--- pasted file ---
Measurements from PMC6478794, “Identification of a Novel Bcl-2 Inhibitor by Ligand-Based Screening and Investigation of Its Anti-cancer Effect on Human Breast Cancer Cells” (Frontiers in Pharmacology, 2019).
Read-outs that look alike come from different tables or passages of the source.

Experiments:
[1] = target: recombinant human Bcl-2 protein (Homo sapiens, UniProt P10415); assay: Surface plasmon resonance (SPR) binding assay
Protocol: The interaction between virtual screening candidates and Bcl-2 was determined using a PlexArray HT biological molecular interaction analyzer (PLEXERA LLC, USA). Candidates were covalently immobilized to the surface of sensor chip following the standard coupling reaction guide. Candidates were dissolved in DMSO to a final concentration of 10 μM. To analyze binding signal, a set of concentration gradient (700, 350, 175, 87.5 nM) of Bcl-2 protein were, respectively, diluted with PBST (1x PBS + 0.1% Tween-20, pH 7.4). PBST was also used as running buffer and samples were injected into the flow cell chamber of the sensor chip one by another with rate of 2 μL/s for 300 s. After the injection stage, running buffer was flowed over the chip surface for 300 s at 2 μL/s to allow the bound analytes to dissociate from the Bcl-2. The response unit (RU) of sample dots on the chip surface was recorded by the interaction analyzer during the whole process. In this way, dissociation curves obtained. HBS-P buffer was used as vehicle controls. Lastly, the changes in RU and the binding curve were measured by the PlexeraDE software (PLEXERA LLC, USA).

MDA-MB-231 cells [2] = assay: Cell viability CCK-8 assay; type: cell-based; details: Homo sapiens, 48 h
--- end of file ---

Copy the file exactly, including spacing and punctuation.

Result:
Measurements from PMC6478794, “Identification of a Novel Bcl-2 Inhibitor by Ligand-Based Screening and Investigation of Its Anti-cancer Effect on Human Breast Cancer Cells” (Frontiers in Pharmacology, 2019).
Read-outs that look alike come from different tables or passages of the source.

Experiments:
[1] = target: recombinant human Bcl-2 protein (Homo sapiens, UniProt P10415); assay: Surface plasmon resonance (SPR) binding assay
Protocol: The interaction between virtual screening candidates and Bcl-2 was determined using a PlexArray HT biological molecular interaction analyzer (PLEXERA LLC, USA). Candidates were covalently immobilized to the surface of sensor chip following the standard coupling reaction guide. Candidates were dissolved in DMSO to a final concentration of 10 μM. To analyze binding signal, a set of concentration gradient (700, 350, 175, 87.5 nM) of Bcl-2 protein were, respectively, diluted with PBST (1x PBS + 0.1% Tween-20, pH 7.4). PBST was also used as running buffer and samples were injected into the flow cell chamber of the sensor chip one by another with rate of 2 μL/s for 300 s. After the injection stage, running buffer was flowed over the chip surface for 300 s at 2 μL/s to allow the bound analytes to dissociate from the Bcl-2. The response unit (RU) of sample dots on the chip surface was recorded by the interaction analyzer during the whole process. In this way, dissociation curves obtained. HBS-P buffer was used as vehicle controls. Lastly, the changes in RU and the binding curve were measured by the PlexeraDE software (PLEXERA LLC, USA).

MDA-MB-231 cells [2] = assay: Cell viability CCK-8 assay; type: cell-based; details: Homo sapiens, 48 h